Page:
Sunday, October 4, 2020

Autumn Color Redux

If you have been my friend for a while, you likely have heard stories twice ... here is a good one ...

ORIGINALLY PUBLISHED OCTOBER 14, 2012

We had been coming out to Santa Fe for about ten years when we decided to look for a house.  I remember saying to my wife that we had experienced this town for about three months of the year and how would we like it in other months. She assured me that I would love all but I was not totally convinced.



You have seen Missives that I have written in the winter months buried in snow, and we have enjoyed all the months so far, but this is the first October that I have been out here.

What a treat it has turned out to be! Now I am not what you would normally call a nature lover.  I do appreciate it, but I do not usually wax lyrical on the subject. But over the last two weeks in the Santa Fe area I have experienced a living work of art.

We live on a dry sandy riverbed, called in these parts, an arroyo.   At the moment it is awash in yellow flowers and looks absolutely lush.  The color comes from the chamisa which is not exactly a flower.  A clinical definition is “a saltbush, Atriplex canescens,  of the western U.S. and Mexico, having grayish, scurfy foliage”.  From that who would believe how beautiful it could be!  But just take a look at some of the images taken in front of our home.  You won’t be surprised to learn that our arroyo is known as Arroyo Chamisa and it runs for miles.



As beautiful as it can be, chamisa does have a downside.  Some people are extremely allergic to it and even leave town during the worst allergy seasons.  Though I have always had allergies and sneeze my head off on a regular basis, the chamisa, for me at least, does not add to the discomfort.

The beautiful color of the arroyo is not the only vibrant yellow that we see from our town.  When we look up into the mountains we see dense areas of yellow which we believed for years was just effects created by the incredible sunlight that has drawn artist to the area since the early 20th century. This year we discovered there is more to it than that.  We have forests of Aspen trees which all turn color at this time of year making the hills into a fairy tale.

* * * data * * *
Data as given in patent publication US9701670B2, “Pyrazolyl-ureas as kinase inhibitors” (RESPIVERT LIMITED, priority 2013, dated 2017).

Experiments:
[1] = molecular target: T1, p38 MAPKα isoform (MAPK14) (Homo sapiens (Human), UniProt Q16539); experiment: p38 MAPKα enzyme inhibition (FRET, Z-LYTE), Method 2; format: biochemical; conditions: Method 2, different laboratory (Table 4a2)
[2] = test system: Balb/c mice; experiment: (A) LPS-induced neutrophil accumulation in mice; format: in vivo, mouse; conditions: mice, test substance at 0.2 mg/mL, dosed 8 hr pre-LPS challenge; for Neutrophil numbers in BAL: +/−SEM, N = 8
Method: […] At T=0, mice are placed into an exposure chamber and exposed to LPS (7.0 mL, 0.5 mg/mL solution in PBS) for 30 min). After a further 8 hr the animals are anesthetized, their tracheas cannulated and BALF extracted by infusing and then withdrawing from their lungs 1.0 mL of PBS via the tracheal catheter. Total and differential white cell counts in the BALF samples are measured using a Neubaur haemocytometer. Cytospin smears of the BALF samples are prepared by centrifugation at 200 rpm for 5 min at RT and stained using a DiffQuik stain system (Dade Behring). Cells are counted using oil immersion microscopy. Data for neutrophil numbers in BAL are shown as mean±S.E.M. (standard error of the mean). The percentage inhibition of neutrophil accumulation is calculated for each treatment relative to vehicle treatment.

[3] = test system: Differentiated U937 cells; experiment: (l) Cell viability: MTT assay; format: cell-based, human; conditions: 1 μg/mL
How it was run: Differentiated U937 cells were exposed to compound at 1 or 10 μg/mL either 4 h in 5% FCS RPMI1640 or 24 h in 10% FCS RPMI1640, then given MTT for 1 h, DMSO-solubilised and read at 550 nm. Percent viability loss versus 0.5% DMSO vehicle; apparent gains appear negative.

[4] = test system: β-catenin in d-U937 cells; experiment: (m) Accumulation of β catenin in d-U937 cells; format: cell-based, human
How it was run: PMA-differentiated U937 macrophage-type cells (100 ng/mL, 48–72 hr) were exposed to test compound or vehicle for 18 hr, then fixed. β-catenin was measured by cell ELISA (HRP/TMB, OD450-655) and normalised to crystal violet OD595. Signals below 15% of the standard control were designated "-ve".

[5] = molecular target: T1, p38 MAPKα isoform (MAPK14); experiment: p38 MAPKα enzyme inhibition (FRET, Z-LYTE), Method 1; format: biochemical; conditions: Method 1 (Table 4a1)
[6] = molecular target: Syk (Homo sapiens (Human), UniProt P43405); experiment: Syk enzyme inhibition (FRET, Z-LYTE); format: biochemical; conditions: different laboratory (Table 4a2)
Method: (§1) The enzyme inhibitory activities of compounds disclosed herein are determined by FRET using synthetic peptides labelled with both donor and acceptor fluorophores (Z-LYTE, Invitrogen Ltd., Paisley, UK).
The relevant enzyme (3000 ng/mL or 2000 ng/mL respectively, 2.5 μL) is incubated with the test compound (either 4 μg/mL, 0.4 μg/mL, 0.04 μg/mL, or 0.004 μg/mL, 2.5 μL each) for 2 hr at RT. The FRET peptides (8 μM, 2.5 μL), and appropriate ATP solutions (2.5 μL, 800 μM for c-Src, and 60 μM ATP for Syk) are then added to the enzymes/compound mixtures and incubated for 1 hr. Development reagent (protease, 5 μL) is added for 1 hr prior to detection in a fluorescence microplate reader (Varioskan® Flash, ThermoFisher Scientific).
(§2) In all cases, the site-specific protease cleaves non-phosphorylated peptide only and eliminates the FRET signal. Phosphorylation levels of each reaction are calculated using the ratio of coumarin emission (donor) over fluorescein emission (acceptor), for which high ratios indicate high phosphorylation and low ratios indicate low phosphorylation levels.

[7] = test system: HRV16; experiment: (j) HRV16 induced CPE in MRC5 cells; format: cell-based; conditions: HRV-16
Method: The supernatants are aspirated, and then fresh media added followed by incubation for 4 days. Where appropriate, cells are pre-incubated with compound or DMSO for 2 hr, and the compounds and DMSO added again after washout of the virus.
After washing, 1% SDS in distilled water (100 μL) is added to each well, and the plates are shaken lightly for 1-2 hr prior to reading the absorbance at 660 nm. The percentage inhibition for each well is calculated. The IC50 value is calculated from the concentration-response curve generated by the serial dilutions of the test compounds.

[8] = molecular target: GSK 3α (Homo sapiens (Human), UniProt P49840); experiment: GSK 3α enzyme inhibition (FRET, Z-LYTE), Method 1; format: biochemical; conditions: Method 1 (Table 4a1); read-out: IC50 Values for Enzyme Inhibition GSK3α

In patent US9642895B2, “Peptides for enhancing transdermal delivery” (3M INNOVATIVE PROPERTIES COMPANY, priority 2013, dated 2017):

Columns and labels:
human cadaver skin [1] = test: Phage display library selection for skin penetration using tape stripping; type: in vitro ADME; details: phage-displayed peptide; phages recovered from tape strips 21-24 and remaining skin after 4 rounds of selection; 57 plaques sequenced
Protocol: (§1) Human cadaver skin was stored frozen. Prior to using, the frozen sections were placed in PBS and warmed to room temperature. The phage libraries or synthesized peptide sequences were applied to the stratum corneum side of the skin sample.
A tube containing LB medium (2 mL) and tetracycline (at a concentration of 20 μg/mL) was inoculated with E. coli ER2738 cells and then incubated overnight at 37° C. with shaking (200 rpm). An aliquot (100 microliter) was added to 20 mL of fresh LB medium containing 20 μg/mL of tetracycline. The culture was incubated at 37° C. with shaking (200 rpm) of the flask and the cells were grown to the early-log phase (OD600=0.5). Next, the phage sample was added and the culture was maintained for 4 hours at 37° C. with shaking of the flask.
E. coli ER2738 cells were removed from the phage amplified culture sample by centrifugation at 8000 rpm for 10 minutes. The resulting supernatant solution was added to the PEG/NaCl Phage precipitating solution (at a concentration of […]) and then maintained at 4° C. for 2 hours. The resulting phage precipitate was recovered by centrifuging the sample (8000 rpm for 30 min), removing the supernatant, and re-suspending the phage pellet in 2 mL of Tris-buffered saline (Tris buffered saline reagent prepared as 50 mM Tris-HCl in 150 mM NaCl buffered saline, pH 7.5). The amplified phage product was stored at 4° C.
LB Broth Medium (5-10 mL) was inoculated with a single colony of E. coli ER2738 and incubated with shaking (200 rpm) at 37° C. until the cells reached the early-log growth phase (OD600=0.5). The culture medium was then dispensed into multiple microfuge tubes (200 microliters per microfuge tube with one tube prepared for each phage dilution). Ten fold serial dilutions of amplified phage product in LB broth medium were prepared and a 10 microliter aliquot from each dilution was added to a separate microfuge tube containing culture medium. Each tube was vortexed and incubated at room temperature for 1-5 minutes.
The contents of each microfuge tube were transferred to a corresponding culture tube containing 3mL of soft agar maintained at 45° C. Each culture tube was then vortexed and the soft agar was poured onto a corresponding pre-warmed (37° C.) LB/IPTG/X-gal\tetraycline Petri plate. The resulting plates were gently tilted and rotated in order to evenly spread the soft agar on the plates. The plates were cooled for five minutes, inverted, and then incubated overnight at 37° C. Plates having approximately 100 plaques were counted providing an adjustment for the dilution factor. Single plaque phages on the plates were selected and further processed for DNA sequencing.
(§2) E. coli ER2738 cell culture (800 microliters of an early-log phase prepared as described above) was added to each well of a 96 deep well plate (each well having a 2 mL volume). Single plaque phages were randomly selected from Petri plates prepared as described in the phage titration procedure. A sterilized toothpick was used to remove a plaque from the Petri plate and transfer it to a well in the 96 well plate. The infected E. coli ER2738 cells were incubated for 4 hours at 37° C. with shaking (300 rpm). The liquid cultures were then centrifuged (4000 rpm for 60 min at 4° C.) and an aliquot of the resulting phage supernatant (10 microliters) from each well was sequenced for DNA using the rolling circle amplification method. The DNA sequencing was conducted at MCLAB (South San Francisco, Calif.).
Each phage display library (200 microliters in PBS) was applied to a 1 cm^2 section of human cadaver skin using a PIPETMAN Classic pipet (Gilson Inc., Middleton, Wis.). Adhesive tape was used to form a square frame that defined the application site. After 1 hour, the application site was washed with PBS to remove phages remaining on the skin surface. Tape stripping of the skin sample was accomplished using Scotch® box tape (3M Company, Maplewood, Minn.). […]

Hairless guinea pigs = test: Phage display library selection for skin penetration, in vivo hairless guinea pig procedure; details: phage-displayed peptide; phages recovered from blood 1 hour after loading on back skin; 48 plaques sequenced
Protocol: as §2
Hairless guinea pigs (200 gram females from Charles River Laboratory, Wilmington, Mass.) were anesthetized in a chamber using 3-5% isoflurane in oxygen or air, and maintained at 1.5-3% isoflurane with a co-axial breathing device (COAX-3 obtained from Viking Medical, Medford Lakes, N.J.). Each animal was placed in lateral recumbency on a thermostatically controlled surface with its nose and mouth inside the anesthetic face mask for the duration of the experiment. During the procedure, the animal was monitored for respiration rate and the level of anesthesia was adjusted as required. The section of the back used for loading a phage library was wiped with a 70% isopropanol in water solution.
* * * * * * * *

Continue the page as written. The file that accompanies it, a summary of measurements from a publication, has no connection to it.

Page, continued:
Since we do not ski we have never visited the well-known ski basin of Santa Fe which is so popular in the winter months.  I thought that it was a long road trip miles above us.  It turns out that it is only 15 miles and though it is a winding mountain road we can get up close and personal with the aspens in just a little over 30 minutes.  So one day last week we got in the car and went up to Aspen Vista trail and walked into the mountains.





In this part of the world we dread wildfires, which are not infrequent, and the smell of smoke from the controlled fires, like that set by the Forestry Service the day before our walk, fills us with apprehension. Yet, we have learned that clearing the underbrush indirectly benefits the aspens. It allows the sun to shine on the saplings that grow in quickly, regenerating from sprouts. Since aspens need a lot of sun they are found on the side of the mountain that gets the most hours of exposure and that is the side we see from town. It was amazing how a short drive brought to life what had previously been no more than a backdrop to the city we live in.

I will return to New York next week for a month and leave this all behind. When I come back to Santa Fe there will be a new season and a new month to enjoy.

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